Kevin Youkilis is hitting .319 with 18 RBIs in 18 games for the White Sox

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Kevin Youkilis’ return to Boston has so far consisted of four hits in two games, including a homer and two doubles, and the Red Sox castoff is now batting .319 with four homers, a .965 OPS, and 18 RBIs in 18 games since being traded to the White Sox.

It’s early, of course, but he’s basically performing like vintage Youkilis from 2008-2010, hitting for average and power while drawing walks and controlling the strike zone. And the White Sox are 12-6 with him in the lineup.

Meanwhile, rookie third baseman Will Middlebrooks has hit .191 for Boston since the trade and the Red Sox have already designated for assignment Brent Lillibridge, who’s one of the two marginal players they received in dumping Youkilis.

Toss in David Ortiz potentially missing time with an Achilles’ tendon injury and the idea that Boston’s excessive third base/first base/designated hitter depth made trading Youkilis a must no matter how well he went on to hit and how little they got in return is looking a whole lot more difficult to justify.

Sandy Alderson thinks Tim Tebow will play in the major leagues

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Based on his track record so far I don’t think Tim Tebow deserves to play in the major leagues on the merits. Not even close. But then again, I’m not the general manager of the New York Mets, so I don’t get a say in that.

Sandy Alderson is the general manager, so his say carries a lot of weight. To that end, here’s what he said yesterday:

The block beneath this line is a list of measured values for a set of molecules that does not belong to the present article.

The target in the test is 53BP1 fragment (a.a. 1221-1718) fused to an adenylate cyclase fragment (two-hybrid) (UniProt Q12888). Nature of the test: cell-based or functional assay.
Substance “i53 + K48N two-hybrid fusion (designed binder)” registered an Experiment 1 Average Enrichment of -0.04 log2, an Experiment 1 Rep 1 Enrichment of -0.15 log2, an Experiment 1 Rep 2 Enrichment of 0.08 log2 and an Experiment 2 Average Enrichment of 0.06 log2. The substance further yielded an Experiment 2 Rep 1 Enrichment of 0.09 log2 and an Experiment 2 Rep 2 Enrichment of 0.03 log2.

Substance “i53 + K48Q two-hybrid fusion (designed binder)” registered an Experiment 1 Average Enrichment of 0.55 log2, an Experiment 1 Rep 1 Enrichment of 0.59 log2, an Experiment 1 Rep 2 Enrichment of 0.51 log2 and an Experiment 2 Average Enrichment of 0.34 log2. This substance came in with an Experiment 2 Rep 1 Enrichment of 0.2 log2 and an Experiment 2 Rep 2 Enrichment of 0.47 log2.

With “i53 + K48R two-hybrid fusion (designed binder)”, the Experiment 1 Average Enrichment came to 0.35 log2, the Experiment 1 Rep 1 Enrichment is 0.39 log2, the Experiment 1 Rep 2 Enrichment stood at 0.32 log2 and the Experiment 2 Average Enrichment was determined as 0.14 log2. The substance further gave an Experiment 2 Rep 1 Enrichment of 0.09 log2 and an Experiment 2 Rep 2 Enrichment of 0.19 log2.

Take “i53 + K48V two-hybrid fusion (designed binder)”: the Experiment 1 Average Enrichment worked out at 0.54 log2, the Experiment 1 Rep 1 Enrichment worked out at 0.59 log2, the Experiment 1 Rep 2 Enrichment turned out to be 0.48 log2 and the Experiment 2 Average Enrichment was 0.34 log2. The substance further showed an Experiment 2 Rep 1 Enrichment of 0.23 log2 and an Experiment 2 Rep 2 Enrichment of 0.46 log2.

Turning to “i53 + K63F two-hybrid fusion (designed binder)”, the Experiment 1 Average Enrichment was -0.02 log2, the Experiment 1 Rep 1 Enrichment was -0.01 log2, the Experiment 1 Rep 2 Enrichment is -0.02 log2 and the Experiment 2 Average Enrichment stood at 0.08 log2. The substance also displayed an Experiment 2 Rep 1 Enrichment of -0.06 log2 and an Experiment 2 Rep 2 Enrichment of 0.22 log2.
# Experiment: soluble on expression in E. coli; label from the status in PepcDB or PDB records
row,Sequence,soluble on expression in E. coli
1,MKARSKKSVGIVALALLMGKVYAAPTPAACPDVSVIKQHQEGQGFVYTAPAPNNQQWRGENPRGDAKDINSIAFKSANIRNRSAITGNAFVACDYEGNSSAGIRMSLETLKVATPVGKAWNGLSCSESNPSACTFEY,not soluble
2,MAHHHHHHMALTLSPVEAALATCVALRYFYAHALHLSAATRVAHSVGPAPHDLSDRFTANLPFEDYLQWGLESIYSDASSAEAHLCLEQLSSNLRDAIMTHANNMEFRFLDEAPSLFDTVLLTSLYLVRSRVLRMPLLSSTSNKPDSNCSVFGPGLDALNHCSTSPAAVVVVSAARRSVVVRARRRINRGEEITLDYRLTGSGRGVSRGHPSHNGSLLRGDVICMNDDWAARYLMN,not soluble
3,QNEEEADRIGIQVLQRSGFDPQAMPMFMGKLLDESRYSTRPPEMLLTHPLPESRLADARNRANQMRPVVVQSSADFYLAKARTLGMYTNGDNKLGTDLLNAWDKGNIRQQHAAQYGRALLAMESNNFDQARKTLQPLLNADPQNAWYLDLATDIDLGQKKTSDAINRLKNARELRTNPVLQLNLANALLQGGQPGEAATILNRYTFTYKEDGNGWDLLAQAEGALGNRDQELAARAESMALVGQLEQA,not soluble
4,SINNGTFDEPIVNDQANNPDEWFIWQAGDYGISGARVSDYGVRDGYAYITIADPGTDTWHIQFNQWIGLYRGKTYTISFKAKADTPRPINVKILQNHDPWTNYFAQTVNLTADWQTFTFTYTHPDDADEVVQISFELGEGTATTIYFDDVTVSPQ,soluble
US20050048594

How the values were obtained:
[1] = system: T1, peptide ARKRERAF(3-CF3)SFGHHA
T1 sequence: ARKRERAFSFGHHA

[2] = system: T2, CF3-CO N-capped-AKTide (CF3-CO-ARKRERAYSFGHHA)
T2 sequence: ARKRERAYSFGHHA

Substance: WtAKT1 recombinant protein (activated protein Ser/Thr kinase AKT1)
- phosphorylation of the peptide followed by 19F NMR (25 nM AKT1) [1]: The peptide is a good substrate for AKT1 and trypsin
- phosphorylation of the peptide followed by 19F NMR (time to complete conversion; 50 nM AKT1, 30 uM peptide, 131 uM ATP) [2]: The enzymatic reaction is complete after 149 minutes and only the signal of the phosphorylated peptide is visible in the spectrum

Noting the Tebow experiment has “evolved” into something greater, general manger Sandy Alderson on Sunday said, “I think he will play in the major leagues.”

To be fair, Alderson is pretty up front about the merits of Tebow’s presumed advancement to the bigs at some point. He didn’t say that it’s because Tebow has played his way up. He said this:

“He is great for the team, he is great for baseball, he was phenomenal for minor league baseball last year. The notion that he should have been excluded from the game because he is not coming through the traditional sources, I think is crazy. This is entertainment, too. And he quietly entertains us . . . He benefits the Mets because of how he conducts himself. He’s a tremendous representative of the organization.”

I take issue with Alderson’s comment about people thinking he shouldn’t be in the game because of his background. Most people who have been critical of the Tebow experiment have been critical because there is no evidence that he’s a good enough baseball player to be given the opportunities he’s been given. I mean, he advanced to high-A last year despite struggling at low-A and he’s going to start at Double-A this year in all likelihood despite struggling in high-A. If he does make the bigs, it will likewise come despite struggles in Double-A and maybe Triple-A too.

That said: I don’t mind if they promote Tebow all the way up as long as they’re being honest about why they’re doing it and aren’t trying to get everyone on board with some cockamamie idea that Tebow belongs on the baseball merits. If they do put him in the majors it’ll be because he’s a draw and a good promotion and because people generally like him and he’s not hurting anyone and I can’t take issue with that.

That’s basically what Alderson is saying here and if that’s the case, great. I mean, not great, because Tebow in the bigs will likely also mean that the Mets aren’t playing meaningful games, but great in the sense of “fine.” Baseball is entertainment too. No sense in pretending it isn’t.